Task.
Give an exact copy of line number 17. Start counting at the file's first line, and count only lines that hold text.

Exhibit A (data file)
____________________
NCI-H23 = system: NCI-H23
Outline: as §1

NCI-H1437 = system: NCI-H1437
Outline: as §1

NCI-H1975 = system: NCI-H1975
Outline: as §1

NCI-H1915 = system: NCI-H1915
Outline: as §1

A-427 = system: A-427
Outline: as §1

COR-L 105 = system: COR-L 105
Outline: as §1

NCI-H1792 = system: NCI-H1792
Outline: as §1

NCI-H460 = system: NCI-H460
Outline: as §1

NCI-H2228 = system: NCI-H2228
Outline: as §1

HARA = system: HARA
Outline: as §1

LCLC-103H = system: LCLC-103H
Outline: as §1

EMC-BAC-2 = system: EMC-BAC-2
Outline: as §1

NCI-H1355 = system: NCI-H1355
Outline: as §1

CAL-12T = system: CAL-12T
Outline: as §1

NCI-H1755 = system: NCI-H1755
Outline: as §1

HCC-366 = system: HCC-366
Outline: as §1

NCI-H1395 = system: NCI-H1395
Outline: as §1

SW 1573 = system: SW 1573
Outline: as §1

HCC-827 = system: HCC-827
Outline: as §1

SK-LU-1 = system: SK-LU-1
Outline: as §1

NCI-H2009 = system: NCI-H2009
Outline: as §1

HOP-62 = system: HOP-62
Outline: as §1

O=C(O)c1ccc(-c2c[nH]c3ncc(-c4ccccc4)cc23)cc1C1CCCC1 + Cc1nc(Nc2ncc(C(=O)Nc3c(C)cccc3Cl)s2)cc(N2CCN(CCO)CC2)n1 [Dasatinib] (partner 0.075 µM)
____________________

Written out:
NCI-H2228 = system: NCI-H2228